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Test Code:
090-20-1320-01

Order Name:
Sodium (U-24 hrs)

 
Useful For:
Assessing acid-base balance, water balance, water intoxication, and dehydration
 
Methodology:
Ion-selective electrode diluted (Indirect)
 
AliasesName:
Na+ (Sodium), U-24 hrs.
 
 
 
Test Code:
090-20-1320-01

Order Name:
Sodium (U-24 hrs)

 
Collection Specimen Or Container:
24-hour urine, Clean containner without preservative added.

Note:
1.  Please keep in refrigerated (2oC to 8oC) during collection and transportation.
2.  24-hours volume is required.
 
Specimen Testing Type:
24-hour urine, minimum volume 10 mL
 
Sub Mission Container:
Clean container
 
Rejection Criteria:
Wrong preservative type will be reject.
 
Specimen Stabillity:
Specimen Type Temperature Time
24 hours urine Refrigerated, 2oC to 8oC 45 days
Frozen, -20oC 12 months
 
 
 
Test Code:
090-20-1320-01

Order Name:
Sodium (U-24 hrs)

 
Method detail:
Ion-selective electrode diluted (Indirect)
 
Schedule:
Tested daily (24 Hours)
 
Turnaround Time:
Collected specimen to report within 1.5 hours (90 mins)
 
Performing Location:
Chemistry, Laboratory Department Tel. 13224
 
Specimen Retention Time:
7 days
 
 
 
Test Code:
090-20-1320-01

Order Name:
Sodium (U-24 hrs)

 
 
Clinical Information:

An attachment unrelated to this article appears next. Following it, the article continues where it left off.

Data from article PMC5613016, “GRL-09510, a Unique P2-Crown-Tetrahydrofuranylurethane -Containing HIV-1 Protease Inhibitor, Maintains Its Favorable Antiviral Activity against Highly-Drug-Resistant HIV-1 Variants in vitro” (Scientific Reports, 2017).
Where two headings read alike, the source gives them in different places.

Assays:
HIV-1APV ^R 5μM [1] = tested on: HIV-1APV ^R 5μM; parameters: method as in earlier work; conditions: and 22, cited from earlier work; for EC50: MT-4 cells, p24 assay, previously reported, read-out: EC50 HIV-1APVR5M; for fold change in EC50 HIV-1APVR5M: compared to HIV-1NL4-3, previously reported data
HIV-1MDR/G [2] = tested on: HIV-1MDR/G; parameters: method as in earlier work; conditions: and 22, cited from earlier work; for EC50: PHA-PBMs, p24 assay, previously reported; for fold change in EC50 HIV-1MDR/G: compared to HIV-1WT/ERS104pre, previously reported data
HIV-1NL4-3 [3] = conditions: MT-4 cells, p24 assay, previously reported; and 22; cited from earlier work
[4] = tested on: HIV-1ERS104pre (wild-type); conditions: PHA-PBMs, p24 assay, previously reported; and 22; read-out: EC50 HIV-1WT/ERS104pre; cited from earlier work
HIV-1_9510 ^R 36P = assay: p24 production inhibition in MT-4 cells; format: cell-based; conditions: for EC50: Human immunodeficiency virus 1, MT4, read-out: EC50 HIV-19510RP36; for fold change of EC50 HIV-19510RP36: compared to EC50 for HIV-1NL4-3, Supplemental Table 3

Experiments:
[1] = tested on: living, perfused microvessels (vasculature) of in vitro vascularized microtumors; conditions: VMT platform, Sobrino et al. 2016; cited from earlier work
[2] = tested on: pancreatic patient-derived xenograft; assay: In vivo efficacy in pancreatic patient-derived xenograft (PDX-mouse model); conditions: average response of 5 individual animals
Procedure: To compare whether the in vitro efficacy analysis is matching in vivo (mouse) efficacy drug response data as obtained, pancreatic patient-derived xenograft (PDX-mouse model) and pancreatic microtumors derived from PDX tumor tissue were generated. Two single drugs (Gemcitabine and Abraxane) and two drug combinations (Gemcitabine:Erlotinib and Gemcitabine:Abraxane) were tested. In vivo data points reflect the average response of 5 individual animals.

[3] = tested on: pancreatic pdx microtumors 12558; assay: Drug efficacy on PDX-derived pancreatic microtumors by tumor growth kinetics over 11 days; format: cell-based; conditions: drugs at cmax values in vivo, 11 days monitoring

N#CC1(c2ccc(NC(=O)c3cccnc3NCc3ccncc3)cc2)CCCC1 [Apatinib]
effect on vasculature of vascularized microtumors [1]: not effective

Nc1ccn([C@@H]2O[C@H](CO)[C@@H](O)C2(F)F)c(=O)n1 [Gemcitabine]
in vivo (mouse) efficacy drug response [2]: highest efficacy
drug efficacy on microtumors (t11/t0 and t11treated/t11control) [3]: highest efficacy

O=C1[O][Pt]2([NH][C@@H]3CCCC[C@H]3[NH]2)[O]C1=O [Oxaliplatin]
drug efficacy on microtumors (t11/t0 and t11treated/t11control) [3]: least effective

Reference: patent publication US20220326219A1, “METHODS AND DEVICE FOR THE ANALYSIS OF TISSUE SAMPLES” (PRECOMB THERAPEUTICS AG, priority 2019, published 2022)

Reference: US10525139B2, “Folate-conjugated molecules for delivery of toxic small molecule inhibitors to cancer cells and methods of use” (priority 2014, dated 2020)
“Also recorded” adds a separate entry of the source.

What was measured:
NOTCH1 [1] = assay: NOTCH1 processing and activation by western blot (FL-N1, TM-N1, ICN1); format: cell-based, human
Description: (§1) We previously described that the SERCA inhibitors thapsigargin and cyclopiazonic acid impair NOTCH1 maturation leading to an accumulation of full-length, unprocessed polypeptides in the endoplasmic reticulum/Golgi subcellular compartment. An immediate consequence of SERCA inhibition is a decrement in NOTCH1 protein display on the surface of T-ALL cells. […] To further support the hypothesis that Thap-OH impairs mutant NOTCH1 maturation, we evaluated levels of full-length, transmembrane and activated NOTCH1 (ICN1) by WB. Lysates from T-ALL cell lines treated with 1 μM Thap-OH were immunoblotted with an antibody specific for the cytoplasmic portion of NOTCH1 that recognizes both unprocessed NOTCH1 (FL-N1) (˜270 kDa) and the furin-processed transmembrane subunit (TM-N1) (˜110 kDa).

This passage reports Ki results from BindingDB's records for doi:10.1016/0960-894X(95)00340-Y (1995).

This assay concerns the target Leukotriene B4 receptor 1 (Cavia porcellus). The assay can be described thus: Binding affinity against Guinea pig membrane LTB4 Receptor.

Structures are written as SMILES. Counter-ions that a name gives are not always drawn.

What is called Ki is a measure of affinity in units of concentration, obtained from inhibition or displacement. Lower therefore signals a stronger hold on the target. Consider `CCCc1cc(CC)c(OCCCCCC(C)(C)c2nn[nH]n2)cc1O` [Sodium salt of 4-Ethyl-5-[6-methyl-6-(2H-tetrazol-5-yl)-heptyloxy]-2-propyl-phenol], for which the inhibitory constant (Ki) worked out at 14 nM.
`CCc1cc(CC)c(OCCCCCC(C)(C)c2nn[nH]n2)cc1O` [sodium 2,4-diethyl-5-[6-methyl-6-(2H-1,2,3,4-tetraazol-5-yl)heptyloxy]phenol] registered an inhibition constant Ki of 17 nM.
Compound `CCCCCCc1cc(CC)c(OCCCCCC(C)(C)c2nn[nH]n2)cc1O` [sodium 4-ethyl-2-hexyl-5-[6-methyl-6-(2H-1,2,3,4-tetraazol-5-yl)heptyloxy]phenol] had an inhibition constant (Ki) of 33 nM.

Sodium is the major cation of extracellular fluid; it plays an essential role in the normal distribution of water and in the maintenance of osmotic pressure in extracellular fluid compartments. Decreased levels of sodium may be caused by an excessive use of diuretics, prolonged vomiting, a decrease in the intake of sodium in the diet, and metabolic acidosis. Increased levels of sodium may be found in Cushing’s syndrome, severe dehydration, or in high levels of salt intake without an adequate supply of water.
 
Reference Value:
40 – 220 mmol/24hours
 
Interpretation:
Urinary sodium (Na+) excretion varies with dietary intake, and there is a large diurnal variation with the rate of Na+ excretion during the night being only 20% of the peak rate during the day.

Na+ may be lost in the kidneys as a result of diuretic therapy, salt-losing nephropathies, or adrenal insufficiency, with the urinary Na+ concentration usually more than 20 mEq/L. In these hypovolemic states, urine Na+ values less than 10 mEq/L indicate extrarenal Na+ loss. In hypervolemic states, a low urine Na+ (<10 mEq/L) may indicate nephrotic syndrome in addition to nonrenal causes.
 
Clinical Reference:
  1. Manufacturer’s reagent package insert, Architect® ICT (Na+, K+, Cl-) Sample Diluent, Abbott Laboratories, Diagnostic Division, Abbott Park IL 60064 , May 2016.
  2. http://www.mayomedicallaboratories.com (Retrieved: 01 Jan 2019)